The annual celebration of Christmas not only recalls Christ’s birth, it celebrates his continue presence in the world and in history, Pope Benedict XVI said. The Pope hosted his first general audience of the new year, Jan. 5, sheltered from the cold of Rome in the Vatican's Paul VI Hall.
In his message to a crowd of thousands, many of whom are still on vacation from work and school, he focused on the meaning of the Christmas liturgies.
Christmas continues to fascinate people, he said, "because everyone in one way or another is intuitively aware that the birth of Jesus concerns man's most profound aspirations and hopes."
The world is again renewed in the light of Christ in a "mysterious, yet real way" during Christmas. And, "each (liturgical) celebration is the real presence of the mystery of Christ and a prolongation of the history of salvation," he said.
By celebrating Christ's birth, the mysteries of the salvation he brings are brought to the present. They become "real ... effective for us today" through the sacraments, he explained.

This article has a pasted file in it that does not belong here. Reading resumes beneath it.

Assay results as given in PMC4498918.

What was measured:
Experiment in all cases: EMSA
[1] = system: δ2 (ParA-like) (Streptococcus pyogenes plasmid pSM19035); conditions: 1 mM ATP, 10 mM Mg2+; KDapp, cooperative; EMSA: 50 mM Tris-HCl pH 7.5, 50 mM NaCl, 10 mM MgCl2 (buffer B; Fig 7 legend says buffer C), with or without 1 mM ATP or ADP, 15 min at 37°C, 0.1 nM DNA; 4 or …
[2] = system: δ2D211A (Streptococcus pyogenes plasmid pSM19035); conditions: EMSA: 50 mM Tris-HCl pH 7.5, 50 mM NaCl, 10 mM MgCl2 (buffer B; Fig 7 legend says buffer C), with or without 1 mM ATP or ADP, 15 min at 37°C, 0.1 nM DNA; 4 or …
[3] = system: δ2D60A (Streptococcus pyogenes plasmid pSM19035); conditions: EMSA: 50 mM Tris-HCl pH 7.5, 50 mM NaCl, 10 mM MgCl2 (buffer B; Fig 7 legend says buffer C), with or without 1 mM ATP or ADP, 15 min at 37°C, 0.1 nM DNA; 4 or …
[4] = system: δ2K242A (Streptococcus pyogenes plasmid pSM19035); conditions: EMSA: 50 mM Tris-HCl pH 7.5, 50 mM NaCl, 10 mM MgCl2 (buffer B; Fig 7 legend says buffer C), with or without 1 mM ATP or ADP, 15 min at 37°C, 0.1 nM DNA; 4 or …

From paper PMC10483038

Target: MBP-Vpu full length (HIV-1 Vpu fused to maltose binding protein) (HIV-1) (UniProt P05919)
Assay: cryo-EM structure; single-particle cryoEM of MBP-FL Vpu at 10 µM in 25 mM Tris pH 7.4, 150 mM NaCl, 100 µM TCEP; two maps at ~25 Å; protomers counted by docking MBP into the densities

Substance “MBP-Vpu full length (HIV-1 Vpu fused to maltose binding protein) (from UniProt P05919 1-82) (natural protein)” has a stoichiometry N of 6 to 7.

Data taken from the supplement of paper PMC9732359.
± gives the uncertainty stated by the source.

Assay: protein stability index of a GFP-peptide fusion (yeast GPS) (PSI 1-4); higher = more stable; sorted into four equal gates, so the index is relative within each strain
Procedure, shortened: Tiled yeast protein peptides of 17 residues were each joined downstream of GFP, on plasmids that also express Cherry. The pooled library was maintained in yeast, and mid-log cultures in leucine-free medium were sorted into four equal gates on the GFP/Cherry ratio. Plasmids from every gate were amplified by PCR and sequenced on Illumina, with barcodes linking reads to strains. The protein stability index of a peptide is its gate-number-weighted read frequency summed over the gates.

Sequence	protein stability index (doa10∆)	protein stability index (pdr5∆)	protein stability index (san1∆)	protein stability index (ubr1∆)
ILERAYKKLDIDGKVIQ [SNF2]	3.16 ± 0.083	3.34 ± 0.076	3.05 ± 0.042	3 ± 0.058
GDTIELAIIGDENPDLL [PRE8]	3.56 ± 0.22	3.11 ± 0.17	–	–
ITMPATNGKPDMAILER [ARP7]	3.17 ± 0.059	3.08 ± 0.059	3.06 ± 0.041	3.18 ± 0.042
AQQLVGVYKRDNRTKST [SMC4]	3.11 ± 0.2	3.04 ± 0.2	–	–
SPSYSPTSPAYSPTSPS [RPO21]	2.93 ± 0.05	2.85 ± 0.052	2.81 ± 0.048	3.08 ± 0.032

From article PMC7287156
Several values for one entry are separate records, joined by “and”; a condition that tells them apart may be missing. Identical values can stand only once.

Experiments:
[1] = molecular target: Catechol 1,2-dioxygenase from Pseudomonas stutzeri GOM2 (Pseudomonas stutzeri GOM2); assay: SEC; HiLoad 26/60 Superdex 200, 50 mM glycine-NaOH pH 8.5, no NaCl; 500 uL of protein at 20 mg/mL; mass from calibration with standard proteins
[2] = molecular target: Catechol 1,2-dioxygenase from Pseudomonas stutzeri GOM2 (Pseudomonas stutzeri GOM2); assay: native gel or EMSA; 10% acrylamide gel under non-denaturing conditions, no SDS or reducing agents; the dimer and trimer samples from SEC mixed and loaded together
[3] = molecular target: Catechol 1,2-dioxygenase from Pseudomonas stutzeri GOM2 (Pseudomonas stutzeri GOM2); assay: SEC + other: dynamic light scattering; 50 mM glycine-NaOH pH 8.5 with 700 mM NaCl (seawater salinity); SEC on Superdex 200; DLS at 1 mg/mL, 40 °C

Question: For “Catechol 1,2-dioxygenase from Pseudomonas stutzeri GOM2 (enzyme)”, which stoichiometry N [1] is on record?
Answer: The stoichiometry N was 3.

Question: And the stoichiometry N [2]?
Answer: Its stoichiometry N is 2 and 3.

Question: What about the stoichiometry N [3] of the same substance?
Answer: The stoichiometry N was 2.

The Pope pointed out the connection between Christ's birth and his later passion, death and resurrection. Christmas represents the beginning of the mystery that reaches its culmination at Easter, he explained.
"In Jesus, the Word Incarnate, our salvation is accomplished in the flesh. Jesus’ humbling of himself, beginning with his conception in the womb of the Virgin Mary, will find its fullest expression in the paschal mystery of his death and resurrection."
In order to understand that Christmas is "not just a memory, but a presence ... it is important to live the Christmas period intensely, as the Church presents it," said Pope Benedict.
"The celebration of Christmas does not only present us with examples to imitate, such as the humility and poverty of the Lord, His benevolence and love for mankind; rather it is an invitation to let oneself be transformed totally by the One Who entered our flesh.
“The aim of God becoming manifest was that we might participate in divine life, and that the mystery of His incarnation might be realized in us. This mystery is the fulfillment of man's vocation,” he concluded.